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Sacred Heart of Vintage: The new Dublin shop where everyone is welcome

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by Adam Walsh
06th Sep 2023

As Sustainable September gets underway, stylist Adam Walsh sits down with Sophie McQuade – the woman behind Dublin's newest vintage venture.

My love of vintage clothing started back in college when, in 2019, I met one of my now best friends Sophie McQuade. Sophie is the daughter of Frank McQuade who is the owner of the Flip Vintage franchise. Thanks to my friendship with Sophie, I’ve accumulated such a love and knowledge of vintage clothing over the past few years.

Recently opening her own vintage clothing store, Sacred Heart of Vintage has been a passion project of Sophie’s for as long as I’ve known her. Upstairs in the original Flip store, the rails are overflowing with vintage gems. Together, we have just wrapped up a great shoot with a fantastic team and now, I am sitting down to chat with her about the love that went into her latest venture. 

Starting from the beginning, Sophie tells me about how the Flip franchise began. Her father, Frank, got involved in the vintage clothing industry in the 1970s through his older brother who he would help with flea markets as well as sourcing and selling clothes. When he realised how lucrative it could potentially be, Frank began his own journey into vintage re-selling. Studying art at NCAD at the time, he would sell vintage clothing in the student union building on his lunch breaks. In 1987, he set up a bricks and mortar shop in Temple Bar… within a few years, he had opened 10 different shops. 

In the early 90s, Frank decided to then head up north to Derry, Sophie tells me. It was important to him to employ and engage local youths in an attempt to distract them from the prominent political troubles at the time – he wanted to give them a creative outlet while also giving something back to the community that he was living in at that time.

Fast forward to September 2023, and Sophie has continued his legacy with her own vintage venture located upstairs in the iconic store. Bringing a new outlook to the same timeless style, Sophie says that she’s loved all things vintage since she was just a young girl and would come to work with her dad during the summer/on weekends. Together they would go through bags upon bags of stock. Her dad would be able to tell just by a label where it was made and how it was manufactured – it’s from him that Sophie learned about the little details that make vintage pieces so special.

What sets her shop apart from other vintage outlets in the city centre? According to Sophie, her main goal is to provide unusual vintage clothing for people of all sizes. Size inclusivity is at the heart of this new venture and she wants absolutely anyone to be able to walk in and find something that they will be able to keep, wear and love for years to come; no matter what size you are or how you identify, everyone is welcome.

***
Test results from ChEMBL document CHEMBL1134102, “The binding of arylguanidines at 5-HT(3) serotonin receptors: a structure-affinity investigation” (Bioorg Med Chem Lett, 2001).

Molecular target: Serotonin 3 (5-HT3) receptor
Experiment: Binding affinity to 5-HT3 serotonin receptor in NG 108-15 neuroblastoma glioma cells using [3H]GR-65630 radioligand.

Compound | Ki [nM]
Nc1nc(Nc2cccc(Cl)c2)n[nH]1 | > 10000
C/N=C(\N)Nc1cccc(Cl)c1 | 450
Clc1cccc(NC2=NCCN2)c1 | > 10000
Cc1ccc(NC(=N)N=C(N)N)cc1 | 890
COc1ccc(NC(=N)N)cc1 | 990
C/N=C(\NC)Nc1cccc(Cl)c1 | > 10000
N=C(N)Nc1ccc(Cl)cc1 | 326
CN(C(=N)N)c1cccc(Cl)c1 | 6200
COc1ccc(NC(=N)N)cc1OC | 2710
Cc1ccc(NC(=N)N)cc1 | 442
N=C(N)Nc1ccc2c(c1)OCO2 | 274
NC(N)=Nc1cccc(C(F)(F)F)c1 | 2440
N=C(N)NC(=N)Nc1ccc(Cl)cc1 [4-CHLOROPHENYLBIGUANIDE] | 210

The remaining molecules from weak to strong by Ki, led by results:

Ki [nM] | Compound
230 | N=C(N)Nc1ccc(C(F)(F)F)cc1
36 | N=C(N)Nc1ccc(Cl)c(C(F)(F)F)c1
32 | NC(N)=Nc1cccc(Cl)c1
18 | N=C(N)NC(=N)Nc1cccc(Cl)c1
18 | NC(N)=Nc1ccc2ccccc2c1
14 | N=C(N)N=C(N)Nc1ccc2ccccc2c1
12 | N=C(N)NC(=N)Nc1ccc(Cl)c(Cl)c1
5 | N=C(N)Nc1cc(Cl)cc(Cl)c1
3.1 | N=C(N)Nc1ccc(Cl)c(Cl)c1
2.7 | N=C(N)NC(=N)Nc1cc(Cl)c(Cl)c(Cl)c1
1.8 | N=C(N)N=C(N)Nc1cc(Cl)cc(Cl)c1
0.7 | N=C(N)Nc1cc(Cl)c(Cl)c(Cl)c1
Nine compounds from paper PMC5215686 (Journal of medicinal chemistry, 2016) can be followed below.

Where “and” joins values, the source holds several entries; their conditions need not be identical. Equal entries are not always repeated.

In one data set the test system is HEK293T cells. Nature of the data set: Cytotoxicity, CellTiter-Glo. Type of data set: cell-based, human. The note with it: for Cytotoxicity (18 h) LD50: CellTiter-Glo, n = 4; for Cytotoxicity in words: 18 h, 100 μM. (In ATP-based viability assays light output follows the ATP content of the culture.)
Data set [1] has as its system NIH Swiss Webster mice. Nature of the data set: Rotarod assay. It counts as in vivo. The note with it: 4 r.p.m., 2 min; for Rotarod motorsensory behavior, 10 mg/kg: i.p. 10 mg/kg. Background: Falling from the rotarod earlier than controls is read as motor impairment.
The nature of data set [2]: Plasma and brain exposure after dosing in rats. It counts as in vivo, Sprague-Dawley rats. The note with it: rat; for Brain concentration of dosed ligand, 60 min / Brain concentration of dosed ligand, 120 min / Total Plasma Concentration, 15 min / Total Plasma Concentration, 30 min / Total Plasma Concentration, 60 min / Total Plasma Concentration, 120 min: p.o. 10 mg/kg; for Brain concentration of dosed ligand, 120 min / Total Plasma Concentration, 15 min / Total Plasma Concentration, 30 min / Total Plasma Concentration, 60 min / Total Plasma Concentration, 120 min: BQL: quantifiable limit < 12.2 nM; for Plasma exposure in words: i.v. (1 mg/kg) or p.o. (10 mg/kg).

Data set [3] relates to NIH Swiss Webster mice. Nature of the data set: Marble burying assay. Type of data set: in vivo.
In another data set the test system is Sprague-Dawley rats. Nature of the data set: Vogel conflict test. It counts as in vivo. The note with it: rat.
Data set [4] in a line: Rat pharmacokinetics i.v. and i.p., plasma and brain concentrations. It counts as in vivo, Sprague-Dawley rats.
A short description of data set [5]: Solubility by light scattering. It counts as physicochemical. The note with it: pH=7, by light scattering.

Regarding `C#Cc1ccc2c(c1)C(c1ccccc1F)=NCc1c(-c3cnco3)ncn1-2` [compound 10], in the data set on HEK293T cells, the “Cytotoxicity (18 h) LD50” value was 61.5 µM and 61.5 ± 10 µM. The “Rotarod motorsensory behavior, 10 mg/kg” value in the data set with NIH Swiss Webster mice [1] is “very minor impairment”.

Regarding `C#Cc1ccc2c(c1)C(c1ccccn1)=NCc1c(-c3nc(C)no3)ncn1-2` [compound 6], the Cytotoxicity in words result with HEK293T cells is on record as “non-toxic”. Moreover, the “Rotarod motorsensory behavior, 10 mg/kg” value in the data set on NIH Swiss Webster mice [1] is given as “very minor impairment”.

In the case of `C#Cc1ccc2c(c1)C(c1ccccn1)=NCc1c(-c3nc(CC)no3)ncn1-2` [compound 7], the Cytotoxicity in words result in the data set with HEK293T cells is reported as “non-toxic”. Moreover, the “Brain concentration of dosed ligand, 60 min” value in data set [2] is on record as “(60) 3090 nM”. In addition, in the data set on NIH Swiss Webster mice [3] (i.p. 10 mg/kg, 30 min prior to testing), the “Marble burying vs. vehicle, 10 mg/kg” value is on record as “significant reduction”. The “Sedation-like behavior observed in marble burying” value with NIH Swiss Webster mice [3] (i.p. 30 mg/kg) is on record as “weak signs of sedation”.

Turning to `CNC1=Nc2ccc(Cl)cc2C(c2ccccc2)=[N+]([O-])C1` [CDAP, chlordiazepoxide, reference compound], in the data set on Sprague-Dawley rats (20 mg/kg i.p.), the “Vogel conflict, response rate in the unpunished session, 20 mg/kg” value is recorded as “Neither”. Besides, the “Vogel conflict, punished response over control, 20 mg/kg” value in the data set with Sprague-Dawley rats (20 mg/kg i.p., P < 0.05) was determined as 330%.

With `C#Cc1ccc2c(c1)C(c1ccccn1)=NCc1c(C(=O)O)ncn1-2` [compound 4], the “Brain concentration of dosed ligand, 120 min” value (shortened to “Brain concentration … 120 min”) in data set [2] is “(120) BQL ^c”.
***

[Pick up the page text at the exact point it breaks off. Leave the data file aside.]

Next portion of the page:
Adam Walsh and Sophie McQuade

One of the first things I noticed about Sophie when I met her was her cool sense of style. As we’re sitting here, she is wearing a vintage Ireland football jersey, a leather waistcoat, a mini skirt and a pair of platform New Rocks alongside a fistful of chunky silver rings and some slim black sunnies. Sophie says that in the last few years, working with vintage clothing has given her a very different outlook on how she treats clothing. Instead of just getting rid of a piece when it becomes too worn or perhaps damaged, she’s learned how to upcycle and mend her clothing to give it a new lease of life. Whether that be dyeing, sewing or patching up garments, she realised that there are so many ways to show love to older clothes.

While sustainability has become a huge factor as to why so many people have turned to vintage and second hand stores, shopping local is also something that Sophie is incredibly passionate about. Earlier in the year, the business suffered quite a setback when the warehouse where all of the clothing was being stored caught fire and tens of years of collecting was gone.

Now back up on their feet, Sophie re-discovered just how important it is to support local businesses wherever possible – the €100 you spend in a high street store goes straight into a corporation’s pocket but for local shops, it helps to keep the doors open of stores that are truly passionate about their hand-picked items.

A common misconception about vintage clothing is that it’s sourced from second hand donations, however, that’s not necessarily the case. At Sacred Heart, Sophie and the team travel all over the world – from Amsterdam to Thailand to France – to work with wholesalers and textile plants to curate their stock.

For anyone looking to dip their toes into buying vintage clothing, knowing your measurements is important. Vintage stores carry so much clothing from so many different designers, brands and decades worldwide, so there is no size guide; knowing your measurements will come in handy and save you poring over pieces that won’t fit you. Patience is also key. Shopping vintage takes time and you won’t build up a vintage wardrobe overnight, so you have to be willing to let it grow and change as you do.

Sophie’s top vintage wardrobe staples everyone should have:

  • An oversized blazer
  • A good quality pair of straight-leg jeans
  • A leather jacket in your preferred style – whether that be a bomber jacket, a trench or a biker jacket

Sacred Heart of Vintage can be found upstairs at 4 Temple Bar Square. Follow them on Instagram @sacredheartofvintage.

Creative team – Photographer: Isabel Farrington. Stylists: Adam Walsh @ Morgan the Agency and Sophie McQuade. All clothing was sourced from Sacred Heart of Vintage. Models: Freya O’Dwyer @ Morgan the Agency, Katelyn Leggitt, Sebastian Wolfe and Joseph Toolan.